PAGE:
They might throw public tantrums, or refuse to talk to people, or fight a lot with other kids, or run and hide when family and friends come over, or cry a lot or cling a lot, or slam doors, or hit siblings, and so on and so on, aaarrrggghhh! (insert that crying face emoji).
Parenting an anxious child can be a no-win situation. If we aren’t aware that anxiety is behind this behaviour we can get caught up in the ‘naughtiness’ of it, or the ‘embarrassment’ or the sheer exasperation of it! Even if we are aware that anxiety is often behind this type of behaviour, we can feel all of the above! And if we are aware that anxiety might be behind their display, we feel a crushing combo of empathy, out of control-ness and probably guilt!
What to do?!?! Well ideally, and I say ideally because I am a parent and I KNOW it is all well and good to have plans, but being able to follow them through all the time is another thing! So, ideally, we work first of all on our PB at PB’ing. That is, on our Personal Bests at PAUSING and BREATHNG.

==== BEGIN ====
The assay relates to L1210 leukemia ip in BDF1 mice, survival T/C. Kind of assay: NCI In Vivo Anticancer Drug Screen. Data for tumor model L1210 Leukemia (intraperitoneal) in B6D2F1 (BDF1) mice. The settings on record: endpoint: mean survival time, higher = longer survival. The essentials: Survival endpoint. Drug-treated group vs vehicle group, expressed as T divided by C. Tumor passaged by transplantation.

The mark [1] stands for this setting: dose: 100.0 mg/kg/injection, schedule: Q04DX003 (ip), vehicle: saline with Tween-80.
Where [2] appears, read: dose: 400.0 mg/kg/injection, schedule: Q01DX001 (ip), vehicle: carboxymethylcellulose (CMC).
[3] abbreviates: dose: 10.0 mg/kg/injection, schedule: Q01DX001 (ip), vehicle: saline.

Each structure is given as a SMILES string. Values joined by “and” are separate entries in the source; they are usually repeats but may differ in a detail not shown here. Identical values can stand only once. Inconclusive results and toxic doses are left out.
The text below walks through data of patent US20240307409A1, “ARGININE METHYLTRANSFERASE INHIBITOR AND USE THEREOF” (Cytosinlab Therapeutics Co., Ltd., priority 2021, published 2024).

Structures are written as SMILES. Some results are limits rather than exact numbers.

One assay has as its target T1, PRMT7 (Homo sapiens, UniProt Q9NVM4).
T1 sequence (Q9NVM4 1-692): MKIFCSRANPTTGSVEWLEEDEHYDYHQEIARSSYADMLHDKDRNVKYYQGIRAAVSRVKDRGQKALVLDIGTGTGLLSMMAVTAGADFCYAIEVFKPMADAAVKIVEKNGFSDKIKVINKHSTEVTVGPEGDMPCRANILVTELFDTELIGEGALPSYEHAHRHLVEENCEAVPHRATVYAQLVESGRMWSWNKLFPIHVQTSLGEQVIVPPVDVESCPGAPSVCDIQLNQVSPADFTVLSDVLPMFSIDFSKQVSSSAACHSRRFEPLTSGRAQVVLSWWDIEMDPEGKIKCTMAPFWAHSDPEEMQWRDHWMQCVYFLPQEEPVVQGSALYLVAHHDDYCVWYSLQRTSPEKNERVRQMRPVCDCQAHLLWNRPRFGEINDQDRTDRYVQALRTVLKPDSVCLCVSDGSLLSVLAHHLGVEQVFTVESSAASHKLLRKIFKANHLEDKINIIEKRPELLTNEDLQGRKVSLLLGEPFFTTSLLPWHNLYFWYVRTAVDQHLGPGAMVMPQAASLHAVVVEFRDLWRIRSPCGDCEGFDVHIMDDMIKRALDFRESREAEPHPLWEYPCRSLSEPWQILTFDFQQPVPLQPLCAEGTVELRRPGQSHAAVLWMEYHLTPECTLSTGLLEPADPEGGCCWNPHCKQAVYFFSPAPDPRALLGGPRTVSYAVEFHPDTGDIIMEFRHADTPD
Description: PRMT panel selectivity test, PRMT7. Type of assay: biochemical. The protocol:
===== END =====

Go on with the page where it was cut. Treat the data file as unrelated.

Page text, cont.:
This makes all the difference between getting caught up and stuck in their behaviour, and taking a mental step back and observing what is going on.
In other words, PAUSING and BREATHING puts our brain in a better position to ‘respond’ as opposed to ‘react’. When we have our abilities to respond it means we have more access to our abilities to remember they are probably worried about something and their behaviour is an offshoot of that. When we are in reaction mode we are more under the influence of our strong emotions and that’s when we say and do things that, in calmer moments are against how we want to be as a parent – those shame-filled, guilt-laden moments (insert that crying face emoji again).
It takes time and practice though. We might have good intentions to pause and breathe so we can respond rather than react, but we might be up against a whole heap of factors: our genes, our own parenting, our own anxiety, multiple stressors, our children’s’ temperaments, sibling interaction, etc, etc.
It’s a tough gig!
What can help toward our PB in PB’ing? Imagining our misbehaving little cherubs as they were when they were tiny vulnerable little babies. It helps us tap into their ‘childness’ and remember that they are still learning how to be in this world. And when it comes to anxiety being the ‘emotional culprit’, that they are feeling overwhelmed, frightened and not sure how to handle it all.
Hope this is helpful! What have you found helpful?